From 1917 until 1919, with the blessing of the Rt. Rev. John Gardner Murray, bishop of Maryland, Sam Shoemaker went to China to start a branch of the YMCA and teach business courses at the Princeton-in-China Program. Shoemaker spent several years in China. On January 1928 he met there Frank Buchman, founder of the First Century Christian Fellowship, later known as the Oxford Group. A follower of John Mott as well, and a leader of Penn State's YMCA group, Buchman advised Shoemaker to look inside himself, and to talk about his personal experiences.[16] Buchman also told Shoemaker about the essence of the Sermon on the Mount being four absolutes: honesty, purity, unselfishness and love.[17] After contemplating his own inadequacy compared to those absolutes, Shoemaker decided to let God guide his life.[18] He returned to Princeton in 1919 to head the Philadelphian Society, a campus Christian organization which he had led during his senior year.[19]

Calvary Church in New York[edit]

On June 20, 1920, bishop Murray ordained Shoemaker a deacon in the Episcopal Church.[20] On June 12, 1921 he was ordained a priest.[21] Shoemaker then returned to his earlier post at Princeton through the school year, 1922–23. There, he maintained his ties with the First Century Christian Fellowship ; Buchman also made frequent visits to Princeton. However, by the time Shoemaker returned to Princeton, the movement's personal evangelism had begun to gather both friends and foes in England (where Buchman had started his First Century Christian Fellowship at Oxford and Cambridge) as well as America.

After completing his missionary year at Princeton, Shoemaker entered General Theological Seminary in New York. During his second year, Dr. Charles Lewis Slattery, rector of Grace Church, at Broadway and Tenth Street, appointed him as a part-time assistant. After graduation and ordination, with his bishop's approval, Shoemaker and two British university graduates traveled with Buchman through Europe and the Middle East, exploring the meaning of Christian discipleship in missions and hospitals as they had in Beijing.[22] Between Egypt and India, in 1924, Shoemaker received a cable and letter from the vestry at Calvary Church (Manhattan),a then-dwindling but storied missionary congregation in a once-fashionable but changing neighborhood that wanted the energetic youth to become their rector.[23][24]

Bishop William T. Manning of New York approved of the First Century Christian Fellowship and Shoemaker's taking the helm at Calvary Church in the Gramercy Park neighborhood.[25] At Calvary, where he became rector after a successful two-year trial term, Shoemaker constantly balanced both the institutional and sacramental aspects of the church's life, as well as his personal faith as influenced by Buchman and the First Century Christian Fellowship. He held outdoor services in nearby Madison Square beginning in the summer of 1927, attracting new parishioners through music as well as his sermons, and began transforming the church school that winter term.[26]

For the next eleven years, Sam and Helen Shoemaker managed to combine the diverse interests of Calvary Church with the life style and program of the First Century Christian Fellowship soon to be known as the Oxford Group. The church's ministry grew exponentially, by about 100 parishioners at the Sunday morning service in his first year, and another 100 during the second.[27] However, not all of Calvary's members congregation were committed to the radical life style and "hot gospelling" of the Oxford Group. Selling some church lots on 22nd Street to build a new seven-story Calvary House in place of the old rectory also caused controversy.[28]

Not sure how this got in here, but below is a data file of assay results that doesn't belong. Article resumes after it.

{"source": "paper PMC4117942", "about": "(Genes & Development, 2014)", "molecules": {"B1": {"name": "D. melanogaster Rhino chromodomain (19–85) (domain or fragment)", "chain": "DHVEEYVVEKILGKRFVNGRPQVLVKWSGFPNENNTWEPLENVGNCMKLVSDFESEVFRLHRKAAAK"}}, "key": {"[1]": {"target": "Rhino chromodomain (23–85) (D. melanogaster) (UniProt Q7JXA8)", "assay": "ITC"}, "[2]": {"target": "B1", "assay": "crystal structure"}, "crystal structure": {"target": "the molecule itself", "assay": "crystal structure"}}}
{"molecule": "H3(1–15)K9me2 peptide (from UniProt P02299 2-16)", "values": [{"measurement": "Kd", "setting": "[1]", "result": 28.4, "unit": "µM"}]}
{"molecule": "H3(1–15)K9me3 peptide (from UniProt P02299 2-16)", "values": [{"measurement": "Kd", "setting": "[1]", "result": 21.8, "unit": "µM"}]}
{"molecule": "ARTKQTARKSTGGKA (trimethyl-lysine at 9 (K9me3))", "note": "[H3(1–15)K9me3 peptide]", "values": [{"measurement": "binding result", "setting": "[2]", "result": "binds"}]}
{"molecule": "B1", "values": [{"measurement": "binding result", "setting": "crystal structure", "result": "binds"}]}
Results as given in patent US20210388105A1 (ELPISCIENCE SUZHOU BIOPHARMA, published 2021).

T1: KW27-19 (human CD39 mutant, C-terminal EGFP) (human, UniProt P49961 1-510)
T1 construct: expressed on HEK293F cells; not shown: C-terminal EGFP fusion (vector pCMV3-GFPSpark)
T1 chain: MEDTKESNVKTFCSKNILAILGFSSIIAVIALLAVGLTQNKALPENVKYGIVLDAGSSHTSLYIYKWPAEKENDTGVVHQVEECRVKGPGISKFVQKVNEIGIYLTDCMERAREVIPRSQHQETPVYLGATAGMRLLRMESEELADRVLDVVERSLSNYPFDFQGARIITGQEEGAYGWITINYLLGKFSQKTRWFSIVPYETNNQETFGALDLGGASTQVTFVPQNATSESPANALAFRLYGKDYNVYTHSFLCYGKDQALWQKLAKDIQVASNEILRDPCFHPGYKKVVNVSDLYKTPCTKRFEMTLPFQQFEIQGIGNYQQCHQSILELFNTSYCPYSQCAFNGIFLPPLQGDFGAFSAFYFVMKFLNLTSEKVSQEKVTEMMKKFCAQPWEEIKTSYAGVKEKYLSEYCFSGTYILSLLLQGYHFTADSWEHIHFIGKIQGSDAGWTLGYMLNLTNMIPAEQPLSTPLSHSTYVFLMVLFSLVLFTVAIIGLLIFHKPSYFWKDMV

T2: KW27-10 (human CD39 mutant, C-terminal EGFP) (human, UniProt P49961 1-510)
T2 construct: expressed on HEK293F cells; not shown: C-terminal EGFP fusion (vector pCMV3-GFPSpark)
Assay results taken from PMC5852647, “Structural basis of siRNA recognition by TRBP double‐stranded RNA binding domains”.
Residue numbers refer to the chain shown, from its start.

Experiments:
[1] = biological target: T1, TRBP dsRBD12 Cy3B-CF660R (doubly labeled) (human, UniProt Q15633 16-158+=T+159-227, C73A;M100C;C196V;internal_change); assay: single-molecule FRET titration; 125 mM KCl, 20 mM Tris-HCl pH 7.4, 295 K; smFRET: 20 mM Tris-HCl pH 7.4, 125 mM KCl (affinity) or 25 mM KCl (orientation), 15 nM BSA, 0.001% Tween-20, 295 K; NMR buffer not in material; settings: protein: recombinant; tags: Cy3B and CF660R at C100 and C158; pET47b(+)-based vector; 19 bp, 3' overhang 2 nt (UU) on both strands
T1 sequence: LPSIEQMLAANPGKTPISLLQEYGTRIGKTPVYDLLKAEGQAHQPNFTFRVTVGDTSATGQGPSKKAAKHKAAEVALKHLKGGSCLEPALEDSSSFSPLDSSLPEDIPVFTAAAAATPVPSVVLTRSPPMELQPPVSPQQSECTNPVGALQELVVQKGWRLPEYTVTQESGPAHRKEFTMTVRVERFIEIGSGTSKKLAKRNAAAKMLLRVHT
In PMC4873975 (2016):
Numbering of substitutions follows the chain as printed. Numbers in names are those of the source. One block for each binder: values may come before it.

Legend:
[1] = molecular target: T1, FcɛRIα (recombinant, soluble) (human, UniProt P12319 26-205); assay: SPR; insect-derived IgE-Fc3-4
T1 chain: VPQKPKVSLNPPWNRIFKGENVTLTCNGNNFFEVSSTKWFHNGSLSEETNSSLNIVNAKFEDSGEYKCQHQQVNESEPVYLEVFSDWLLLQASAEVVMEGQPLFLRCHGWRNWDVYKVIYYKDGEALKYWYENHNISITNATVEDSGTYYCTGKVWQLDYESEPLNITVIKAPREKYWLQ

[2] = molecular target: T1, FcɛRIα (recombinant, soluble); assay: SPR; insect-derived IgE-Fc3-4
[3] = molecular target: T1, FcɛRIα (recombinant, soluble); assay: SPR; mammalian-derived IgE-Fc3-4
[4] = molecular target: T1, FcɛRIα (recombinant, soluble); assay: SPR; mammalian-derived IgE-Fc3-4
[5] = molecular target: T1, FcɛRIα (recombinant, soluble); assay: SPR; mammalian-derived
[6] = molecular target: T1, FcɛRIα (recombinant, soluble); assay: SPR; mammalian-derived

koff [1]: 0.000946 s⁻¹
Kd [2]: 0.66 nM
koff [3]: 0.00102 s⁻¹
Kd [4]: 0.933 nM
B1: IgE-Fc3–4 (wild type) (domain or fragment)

At a different location, the church also owned and operated the Calvary Mission, or Calvary Rescue Mission, an outreach project to serve the disadvantaged. The facility could house up to 57 homeless men, and served over 200,000 meals in its 10 years of operation.

In 1926, Shoemaker founded the Faith at Work movement (later called Lumunos in 2000[29]). Faith at Work begun circa 1926. On Thursday evenings through approximately 1936, lay persons both presented their witness of their life as Christians in the workaday world and were trained to witness to that world.(see section below)

In 1927, after his two years trial as a rector, Shoemaker gradually set the United States headquarters of Frank Buchman's First Century Christian Fellowship soon to be named Oxford Group at Calvary House adjacent to the church.

However, when the Great Depression hit in 1929 and continued, controversy had grown around Shoemaker. In 1932, the Calvary vestry granted him an extended leave of absence to bring his ideas to a wider audience.

"We must all realize that the work which has been characteristic of Calvary Parish for the past few years is part of a much larger movement which is making a tremendous spiritual contribution in many countries today: A First Century Christian Fellowship or the Oxford Group has been called by Archbishop William Temple of York "one of the main movements of the Spirit in our time". "The evident need of our country in the world of spiritual awakening lays a special obligation upon us all at Calvary to share with others what has helped us. "When therefore the Rector asked us to come to a special meeting of the vestry on June 15, and proposed to us that he be released for a six month sabbatical leave during which time he would devote himself entirely to the furtherance of this important work, (with the International Team of the Oxford Group) throughout America, we felt that this was a call which neither he nor we should disregard. Further we wanted him to go as our representative."[30]

Shoemaker and Alcoholics Anonymous (see section below)